Jan 12, 2018

The Deep Romance of Nell Brinkley’s Golden Eyes

Nell Brinkley, who died in late 1944, was and is the Queen of Comics. While we tend to emphasize superhero and gag comics in every era, Brinkley’s romances and her humor comics all sold fantastically, and her looks were so influential they not only spawned lookalikes and general terms in the fashion industry, but straight out trademarked accoutrements. Nell Brinkley was big stuff. And, her 1918-19 “Golden Eyes” and Her Hero “Bill”, a comic that ran the full cover of The American Weekly in all Hearst papers of the time, is so full, so gorgeous, both energetic and at once languid, so articulate, that it pains me to think, no matter how good much of the Golden Age boom, twenty years after “Golden Eyes”, the art and the writing were almost completely a step down in terms of technique, breadth, maturity, and human scale.


Golden and Splendid
The Deep Romance of Nell Brinkley’s Golden Eyes
Travis Hedge Coke

The free-wheelin’ quotation marks, revitalized by Jack Kirby in the 1970s, may here, too, appear less than literary, but consider the job they do. They isolate these names and make it clear they are stand ins, they are types, types for which innumerable couples could be swapped in for, not in their precise actions, their specific details, but the broad and most true romance they represent. “Golden Eyes” and Her Hero “Bill” is not only about a woman called Golden Eyes and her Bill, that is, her love; it is the story of us.

This is the language of Brinkley, every trick in the book thrown in where they fit, to build up a bric-a-brac castle that shines in dozens of colors, a myriad of reflective hues and glinting colors. The text is built up from run on sentences, quotation marks, all-caps, italics, breathless descriptions. The images, lush, flowing, conflicting and unified, like the flickers of a fire racing together to form a flame.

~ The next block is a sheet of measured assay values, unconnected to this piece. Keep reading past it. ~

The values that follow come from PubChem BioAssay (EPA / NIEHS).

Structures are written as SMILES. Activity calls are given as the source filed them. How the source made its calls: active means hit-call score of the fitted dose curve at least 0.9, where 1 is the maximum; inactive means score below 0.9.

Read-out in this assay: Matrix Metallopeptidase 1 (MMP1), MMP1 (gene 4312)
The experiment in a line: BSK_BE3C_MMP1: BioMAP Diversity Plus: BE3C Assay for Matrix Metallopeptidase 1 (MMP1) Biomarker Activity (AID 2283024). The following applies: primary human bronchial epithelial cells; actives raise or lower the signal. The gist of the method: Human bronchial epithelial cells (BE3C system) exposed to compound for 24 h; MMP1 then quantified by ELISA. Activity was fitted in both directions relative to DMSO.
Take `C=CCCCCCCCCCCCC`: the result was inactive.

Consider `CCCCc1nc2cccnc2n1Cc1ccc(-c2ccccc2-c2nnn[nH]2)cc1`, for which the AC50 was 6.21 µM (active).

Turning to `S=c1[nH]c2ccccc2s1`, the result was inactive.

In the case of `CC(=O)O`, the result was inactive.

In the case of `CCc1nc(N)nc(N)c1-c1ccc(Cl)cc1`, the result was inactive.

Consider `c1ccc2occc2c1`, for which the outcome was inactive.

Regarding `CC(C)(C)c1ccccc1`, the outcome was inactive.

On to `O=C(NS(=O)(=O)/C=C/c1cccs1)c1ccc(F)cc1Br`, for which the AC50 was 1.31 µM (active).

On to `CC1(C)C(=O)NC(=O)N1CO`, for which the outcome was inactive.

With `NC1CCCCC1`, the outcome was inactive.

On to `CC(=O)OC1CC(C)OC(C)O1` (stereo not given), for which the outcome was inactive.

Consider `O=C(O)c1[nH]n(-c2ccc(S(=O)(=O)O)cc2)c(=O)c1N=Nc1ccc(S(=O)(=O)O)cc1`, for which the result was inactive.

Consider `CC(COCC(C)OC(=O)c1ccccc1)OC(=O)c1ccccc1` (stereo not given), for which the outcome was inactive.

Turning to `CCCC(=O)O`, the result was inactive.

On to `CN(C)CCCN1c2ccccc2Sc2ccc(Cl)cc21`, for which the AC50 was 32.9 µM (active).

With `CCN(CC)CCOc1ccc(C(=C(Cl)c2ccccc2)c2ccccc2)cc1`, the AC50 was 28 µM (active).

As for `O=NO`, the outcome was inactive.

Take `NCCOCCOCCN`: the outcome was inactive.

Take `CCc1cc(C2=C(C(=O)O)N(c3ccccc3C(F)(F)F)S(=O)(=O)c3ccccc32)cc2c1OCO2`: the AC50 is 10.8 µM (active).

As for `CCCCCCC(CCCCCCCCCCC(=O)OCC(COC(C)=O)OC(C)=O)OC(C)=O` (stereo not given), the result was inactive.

An example:

“So it came that 'Golden Eyes’ found her lover’s arms, in a square of a half-shattered, still smiling, French town behind the lines; while the sky of France looked on, and French and British and American eyes, under cap and steel and faded, blue-velvet ‘Blue Devil,’ covered them with envy, and lingered long on the spectacle of their joy. Found them, just for a breathless space set like a rare jewel in the dull metal of ‘Golden Eyes' and ‘Bill,’ long eternity apart, while he waited to go into the big push with his new strange pals and his old ones, and ‘Golden Eyes’ was driving a canteen-supply lorry. ‘Love’ and ‘Uncle Sam’ were speechless and star-eyed.”

That’s fire.

And, the pages look like this:



Jesus! You know?

If her dog doesn’t tear that spy’s throat out, she’s going to jam her parasol’s handle right into his heart. The knitting falling, the beautiful intricacy of her hair and the folds of her dress, those flowers descending down the back, making curls that bring the eye back up. The texture of he wicker chair, the bark on background trees. That dog has personality coming out of his cute little ears! The water jetting from the fountain arcs with implausible ribbon-like elegance. It is immaculate. And, it is also frenetic and messy. So much of what I adore about modern Bill Sienkiewicz’s art, as well as George Perez’s and Emma Rios’ is contained, illumined and poetic, in Brinkley’s use of free-running lines and immaculate jabs of innovation building on each other into unpredictably greater wholes.

As with Sienkiewicz, I have no trouble referring to Brinkley or her work as masterful. I do not know if any influence is direct, nor does it hugely matter. Brinkley set standards. It took comics another four decades or more after her death, to get back to where she was even early in her career. “Golden Eyes” is not a young person’s comic, nor an old fart’s. The comic is “timeless,” in the sense that it remains fresh and strongly affecting now. The fashions are out of date, the techniques and reproduction are older, but the comic remains affecting. It reaches into its audience and transfigures.

We can all be, then or today, “Golden Eyes” or her “Bill.” But, Golden Eyes and Bill, they cannot be replicated. Many artists and authors have built on what Brinkley wrought. Some have deliberately imitated, others merely growing out of the field that came before them. But, “Golden Eyes” and Her Hero “Bill” cannot be done again. We get it one time, perfect and true in itself enough at full strength only once. Lucky for us, that once, is eternal.

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